Face Time

I used to love The Face. Between the late 80s and early 00s I bought almost every copy (and many of them are in the loft, awaiting a good sifting through). Yes, it was silly, pretentious, over-the-top, often very London-centric, and over-styled. But it was also done well, trend setting, at times laugh-out-loud funny, with some really good writers, totally hit the spot at times (and completely missed the target other times), covered issues as well as music and fashion, and its front cover felt like an event- in short essential monthly reading, a frippery but worth it.

Above, the Madchester issue, in which Nick Kent made up quotes various interviewees allegedly said… and below Tricky and Martina Topley Bird

I bought a copy in summer 1987, a double sized, special edition, 100th issue I think. It tried to review the 80s- ‘whatever happens now’ it said, ‘the decade is shaped, nothing can alter the way it looks from here’. Arf. Over the next two years acid house swept the nation, the north rose again, the Berlin Wall came down, Communism collapsed…. 



The pleasure of reading old magazines is seeing where they got it right and where they got it very, very wrong; the bands, records, trends and styles they were sure were the next big thing and are now buried in the ‘where are they now?’ file. I mean, no disrespect to The Farm (who at times I quite like) and I know Groovy Train was a big hit but ‘How to succeed in the music business’? 

Whatever it did though, The Face was rarely boring and for a while it did document our lives (or aspects of them). 
Raving, Aliens, Vodka, Discos, Ibiza… it’s got the lot.

                                                                 Mmmmmmm, Kylie.

                                                     Sorry, lost myself there for a moment…

                                         Actually I don’t remember this 90s Futures Issue one at all.

I more or less stopped buying it with this issue below- I was clearly too old for it, our time together had passed and besides I began to feel they were laughing at me.

The High Numbers (early Who as I’m sure you know). I was going to post the magnificent Face Up by New order from Lowlife but it’s not on my hard drive and I can’t be arsed ripping it at the moment. Laziness. Sorry. This is good anyway.

I’m The Face

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I Got A Letter From The Government The Other Day…

… opened it and read it, it said they were suckers.

Is as good an opening line for a song as any I can think of. In fact, the receiving of a letter is a good starting point for songs generally- Jimmy Cliff’s Vietnam, Son House’s Death Letter both spring to mind. It could die out within a generation couldn’t it?- I was cc’d into an email last week doesn’t carry the same drama.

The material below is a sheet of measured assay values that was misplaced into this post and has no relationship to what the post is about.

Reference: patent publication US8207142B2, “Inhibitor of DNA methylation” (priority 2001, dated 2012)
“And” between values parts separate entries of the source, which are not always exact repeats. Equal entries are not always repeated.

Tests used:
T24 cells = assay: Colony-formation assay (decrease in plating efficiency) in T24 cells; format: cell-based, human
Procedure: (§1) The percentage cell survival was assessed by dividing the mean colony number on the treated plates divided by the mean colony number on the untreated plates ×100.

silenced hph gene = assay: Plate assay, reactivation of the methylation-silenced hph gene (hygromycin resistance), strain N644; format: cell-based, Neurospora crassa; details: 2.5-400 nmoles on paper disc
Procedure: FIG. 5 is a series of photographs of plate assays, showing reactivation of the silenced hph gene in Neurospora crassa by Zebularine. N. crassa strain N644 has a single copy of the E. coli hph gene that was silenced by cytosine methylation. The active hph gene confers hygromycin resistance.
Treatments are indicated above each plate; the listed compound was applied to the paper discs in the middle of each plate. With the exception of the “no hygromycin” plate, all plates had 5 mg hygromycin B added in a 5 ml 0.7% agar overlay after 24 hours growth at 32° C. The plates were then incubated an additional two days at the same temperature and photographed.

Tricky’s cover version of the Public Enemy song Black Steel In the Hour Of Chaos is one of those covers that is better than the original. The clattering beats, the female lead vocal shifting everything from the original around, the full on bass, the descending punk guitar riff- this is one of the best songs of the 90s and one of the few Tricky songs I can come back to time and time again. And there was a guitar heavy remix on the 12″ that was even better.

Black Steel

Gypsy Rose Lee got more than a letter from her government- she was investigated by Joe McCarthy and the House Un-American Activities Committee during the Red Scare of the early 50s. You’ve got to watch those burlesque artistes- Commies every last one of them.

Five Man Army

It’s a bit difficult to imagine now the impact Massive Attack had back at the turn of the 90s. Their debut lp, Blue Lines, had people who never normally bought that kind of thing listening to little else. On top of that, here was a British group, doing breakbeats, reggae, soul and rap properly. With Bristol accents. Almost all of that first lp is top stuff- Safe From Harm with it’s massive sampled bassline (from Stratus by Billy Cobham) and paranoia, the gorgeous Hymn Of The Big Wheel, Horace Andy singing Be Thankful For What You’ve Got, the lighter than air Daydreaming (with Tricky)…. and Unfinished Sympathy- contender for greatest British single of the decade ever, I’d have thought. This one ain’t too shabby either-

Five Man Army

I don’t think they’ve ever pulled it off again in such style, although the songs Protection (especially) and Teardrop are as good as anything on Blue Lines. But as a whole the subsequent albums didn’t repeat the trick for me. Protection has good songs but doesn’t feel as whole. Fallings out and shedding members they then became darker and darker, not enough light to balance things up. Angel is superb, a trip-hop Joy Division, but Mezzanine was an oppressive listen. Whereas Blue Lines was a joy from start to finish.